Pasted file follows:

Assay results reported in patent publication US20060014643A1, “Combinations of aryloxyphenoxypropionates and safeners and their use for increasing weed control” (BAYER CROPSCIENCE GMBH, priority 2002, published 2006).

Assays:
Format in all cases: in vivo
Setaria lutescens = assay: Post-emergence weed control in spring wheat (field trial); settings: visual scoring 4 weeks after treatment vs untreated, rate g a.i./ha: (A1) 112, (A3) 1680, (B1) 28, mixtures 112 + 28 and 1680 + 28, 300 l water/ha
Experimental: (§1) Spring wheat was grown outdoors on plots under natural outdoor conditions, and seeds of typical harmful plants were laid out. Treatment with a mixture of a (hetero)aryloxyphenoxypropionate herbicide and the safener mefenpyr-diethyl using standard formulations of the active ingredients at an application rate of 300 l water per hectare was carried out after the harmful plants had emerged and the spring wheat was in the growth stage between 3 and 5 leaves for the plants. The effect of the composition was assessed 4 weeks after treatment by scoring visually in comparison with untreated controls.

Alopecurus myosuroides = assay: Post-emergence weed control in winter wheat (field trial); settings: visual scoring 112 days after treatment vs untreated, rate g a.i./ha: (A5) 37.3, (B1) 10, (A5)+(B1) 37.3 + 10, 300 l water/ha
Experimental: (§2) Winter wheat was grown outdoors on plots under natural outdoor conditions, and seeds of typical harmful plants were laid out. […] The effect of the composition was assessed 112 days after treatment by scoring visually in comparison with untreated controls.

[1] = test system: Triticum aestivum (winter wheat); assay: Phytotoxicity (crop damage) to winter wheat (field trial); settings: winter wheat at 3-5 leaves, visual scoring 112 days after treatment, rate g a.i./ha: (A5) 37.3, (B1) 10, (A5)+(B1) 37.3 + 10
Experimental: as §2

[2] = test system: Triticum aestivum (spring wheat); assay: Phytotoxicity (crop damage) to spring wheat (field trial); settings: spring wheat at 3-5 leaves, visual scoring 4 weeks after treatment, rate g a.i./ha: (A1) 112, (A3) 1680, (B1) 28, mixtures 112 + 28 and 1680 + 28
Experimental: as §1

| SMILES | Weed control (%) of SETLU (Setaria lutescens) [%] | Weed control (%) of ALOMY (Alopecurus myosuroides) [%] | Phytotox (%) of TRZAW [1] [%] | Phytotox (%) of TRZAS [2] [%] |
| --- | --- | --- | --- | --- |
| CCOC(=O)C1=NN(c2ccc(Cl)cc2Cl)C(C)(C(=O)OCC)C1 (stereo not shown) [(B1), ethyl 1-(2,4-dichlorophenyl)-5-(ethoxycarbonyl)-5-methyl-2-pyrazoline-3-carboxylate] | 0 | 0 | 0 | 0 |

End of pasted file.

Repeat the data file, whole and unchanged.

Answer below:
Assay results reported in patent publication US20060014643A1, “Combinations of aryloxyphenoxypropionates and safeners and their use for increasing weed control” (BAYER CROPSCIENCE GMBH, priority 2002, published 2006).

Assays:
Format in all cases: in vivo
Setaria lutescens = assay: Post-emergence weed control in spring wheat (field trial); settings: visual scoring 4 weeks after treatment vs untreated, rate g a.i./ha: (A1) 112, (A3) 1680, (B1) 28, mixtures 112 + 28 and 1680 + 28, 300 l water/ha
Experimental: (§1) Spring wheat was grown outdoors on plots under natural outdoor conditions, and seeds of typical harmful plants were laid out. Treatment with a mixture of a (hetero)aryloxyphenoxypropionate herbicide and the safener mefenpyr-diethyl using standard formulations of the active ingredients at an application rate of 300 l water per hectare was carried out after the harmful plants had emerged and the spring wheat was in the growth stage between 3 and 5 leaves for the plants. The effect of the composition was assessed 4 weeks after treatment by scoring visually in comparison with untreated controls.

Alopecurus myosuroides = assay: Post-emergence weed control in winter wheat (field trial); settings: visual scoring 112 days after treatment vs untreated, rate g a.i./ha: (A5) 37.3, (B1) 10, (A5)+(B1) 37.3 + 10, 300 l water/ha
Experimental: (§2) Winter wheat was grown outdoors on plots under natural outdoor conditions, and seeds of typical harmful plants were laid out. […] The effect of the composition was assessed 112 days after treatment by scoring visually in comparison with untreated controls.

[1] = test system: Triticum aestivum (winter wheat); assay: Phytotoxicity (crop damage) to winter wheat (field trial); settings: winter wheat at 3-5 leaves, visual scoring 112 days after treatment, rate g a.i./ha: (A5) 37.3, (B1) 10, (A5)+(B1) 37.3 + 10
Experimental: as §2

[2] = test system: Triticum aestivum (spring wheat); assay: Phytotoxicity (crop damage) to spring wheat (field trial); settings: spring wheat at 3-5 leaves, visual scoring 4 weeks after treatment, rate g a.i./ha: (A1) 112, (A3) 1680, (B1) 28, mixtures 112 + 28 and 1680 + 28
Experimental: as §1

| SMILES | Weed control (%) of SETLU (Setaria lutescens) [%] | Weed control (%) of ALOMY (Alopecurus myosuroides) [%] | Phytotox (%) of TRZAW [1] [%] | Phytotox (%) of TRZAS [2] [%] |
| --- | --- | --- | --- | --- |
| CCOC(=O)C1=NN(c2ccc(Cl)cc2Cl)C(C)(C(=O)OCC)C1 (stereo not shown) [(B1), ethyl 1-(2,4-dichlorophenyl)-5-(ethoxycarbonyl)-5-methyl-2-pyrazoline-3-carboxylate] | 0 | 0 | 0 | 0 |